Home
Product Search
Site Map
Checkout
Track Your Order
Login
Achaemenid Impact in the Black Sea: Communication of Powers (Jens Nieling Ellen Rehm (eds)) Hardcover Book, (Aarhus University Press, 2010) 9788779344310
Achaemenid Impact in the Black Sea: Communication of Powers (Jens Nieling Ellen Rehm (eds)) Hardcover Book, (Aarhus University Press, 2010) 9788779344310
Click to enlarge image(s)


Title: Achaemenid Impact in the Black Sea: Communication of Powers

Author: Nieling, Jens Ellen Rehm (eds)

Publisher: Aarhus University Press; Publication Date: 2010

Hardcover; ISBN: 9788779344310

Volumes: 1; Pages: 325

List Price in Cloth: $55.00 Our price: $42.99

(Add to Cart button is at the bottom of this page)

For 200 years, from the second half of the sixth century to the decades before 330 BC, the Persian dynasty of the Achaemenids ruled an enormous empire stretching from the Mediterranean Sea to Afghanistan and India. The Great Kings Dareios I and Xerxes I even tried to conquer Greece and the northern Black Sea territories. Although they failed, parts of Thrace did become part of their dominion for a short period. The question always rises as to why the Great Kings were interested in the western and northern Pontic zones. In contrast to some of the other satrapies, such as Egypt, Phoenicia and Syria, the Black Sea had no prosperous cities or provinces to offer. One possible answer might be the desire to conquer every part of the known world. After 479 BC, it seems that the Great Kings acknowledged the fact that the coast and the Caucasus formed the natural borders of their Empire. The satraps, on the other hand, could not avoid becoming involved in the affairs of the Black Sea region in order to safeguard the frontiers they had established. They had to incorporate the Greeks, as accepted inhabitants of their province, into the Persian administrative system. Possibly they achieved this by granting them the monopoly in sea trade and using the Anatolian Greeks as the main active bearers and transmitters of Persian customs and culture. More research into this chapter of Persian history is still required.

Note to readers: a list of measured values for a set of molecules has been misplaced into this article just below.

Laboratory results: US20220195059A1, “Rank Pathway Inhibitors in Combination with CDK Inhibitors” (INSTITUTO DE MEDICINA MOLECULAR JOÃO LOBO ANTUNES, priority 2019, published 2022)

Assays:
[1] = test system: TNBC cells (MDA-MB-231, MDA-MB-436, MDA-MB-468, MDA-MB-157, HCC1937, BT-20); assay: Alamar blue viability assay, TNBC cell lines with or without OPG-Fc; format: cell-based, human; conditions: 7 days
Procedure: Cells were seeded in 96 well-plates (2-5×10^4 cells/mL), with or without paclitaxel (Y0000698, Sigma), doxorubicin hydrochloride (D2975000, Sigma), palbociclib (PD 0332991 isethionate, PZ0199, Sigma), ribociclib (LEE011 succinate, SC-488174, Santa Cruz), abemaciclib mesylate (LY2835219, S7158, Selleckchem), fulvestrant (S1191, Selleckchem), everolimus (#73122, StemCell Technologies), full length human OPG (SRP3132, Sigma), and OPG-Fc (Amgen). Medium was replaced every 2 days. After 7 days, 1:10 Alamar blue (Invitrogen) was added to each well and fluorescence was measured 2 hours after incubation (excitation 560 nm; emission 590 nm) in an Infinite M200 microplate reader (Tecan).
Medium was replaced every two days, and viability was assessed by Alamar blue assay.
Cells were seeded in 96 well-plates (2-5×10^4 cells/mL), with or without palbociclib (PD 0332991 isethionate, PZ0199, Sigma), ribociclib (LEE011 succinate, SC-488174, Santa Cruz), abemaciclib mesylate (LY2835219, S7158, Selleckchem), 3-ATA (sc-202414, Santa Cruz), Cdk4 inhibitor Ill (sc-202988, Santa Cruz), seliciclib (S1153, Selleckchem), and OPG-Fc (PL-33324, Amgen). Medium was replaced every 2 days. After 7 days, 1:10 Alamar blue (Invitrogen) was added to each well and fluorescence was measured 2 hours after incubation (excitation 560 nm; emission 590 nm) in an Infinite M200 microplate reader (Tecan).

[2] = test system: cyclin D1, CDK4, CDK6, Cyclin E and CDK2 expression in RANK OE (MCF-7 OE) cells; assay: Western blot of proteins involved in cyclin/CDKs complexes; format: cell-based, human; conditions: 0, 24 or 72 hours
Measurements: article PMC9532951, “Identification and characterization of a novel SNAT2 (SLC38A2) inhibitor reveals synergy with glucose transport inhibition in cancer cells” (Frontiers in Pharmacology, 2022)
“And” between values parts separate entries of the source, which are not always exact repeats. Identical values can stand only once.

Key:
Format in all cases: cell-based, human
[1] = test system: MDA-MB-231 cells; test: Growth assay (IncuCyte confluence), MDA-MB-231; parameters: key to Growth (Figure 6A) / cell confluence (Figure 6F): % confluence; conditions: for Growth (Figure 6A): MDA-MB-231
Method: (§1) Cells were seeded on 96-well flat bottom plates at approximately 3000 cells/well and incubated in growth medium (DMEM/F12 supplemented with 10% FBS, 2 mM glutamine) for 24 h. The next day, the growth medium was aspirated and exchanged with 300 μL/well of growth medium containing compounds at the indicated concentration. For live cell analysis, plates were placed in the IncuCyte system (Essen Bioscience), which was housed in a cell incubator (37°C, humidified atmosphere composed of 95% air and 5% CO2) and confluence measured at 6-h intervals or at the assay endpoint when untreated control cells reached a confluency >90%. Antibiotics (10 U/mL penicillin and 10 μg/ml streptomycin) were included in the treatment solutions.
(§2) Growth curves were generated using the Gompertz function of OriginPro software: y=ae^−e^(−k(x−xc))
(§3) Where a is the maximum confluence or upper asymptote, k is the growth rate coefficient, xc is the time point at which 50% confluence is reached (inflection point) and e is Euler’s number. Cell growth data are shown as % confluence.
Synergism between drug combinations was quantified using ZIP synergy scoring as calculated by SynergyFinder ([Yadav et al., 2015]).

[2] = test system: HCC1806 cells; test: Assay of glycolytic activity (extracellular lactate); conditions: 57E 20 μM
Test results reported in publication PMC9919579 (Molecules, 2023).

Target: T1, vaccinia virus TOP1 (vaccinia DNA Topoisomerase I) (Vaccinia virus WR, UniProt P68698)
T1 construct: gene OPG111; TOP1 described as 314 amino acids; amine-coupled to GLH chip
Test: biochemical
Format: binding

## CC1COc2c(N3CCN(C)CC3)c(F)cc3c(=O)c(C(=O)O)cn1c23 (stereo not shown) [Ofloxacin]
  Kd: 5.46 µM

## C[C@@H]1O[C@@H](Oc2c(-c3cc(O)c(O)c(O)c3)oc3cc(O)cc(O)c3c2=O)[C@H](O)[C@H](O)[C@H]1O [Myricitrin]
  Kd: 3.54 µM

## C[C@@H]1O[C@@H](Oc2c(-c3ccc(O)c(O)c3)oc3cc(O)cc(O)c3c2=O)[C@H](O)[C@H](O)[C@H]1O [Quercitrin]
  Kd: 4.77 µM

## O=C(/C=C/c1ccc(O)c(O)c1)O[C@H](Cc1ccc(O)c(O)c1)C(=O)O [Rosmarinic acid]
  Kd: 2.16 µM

Copyright © 2016 Dove Booksellers
30108 Ford Road
Garden City, MI 48135
313-381-1000
custserv@dovebook.com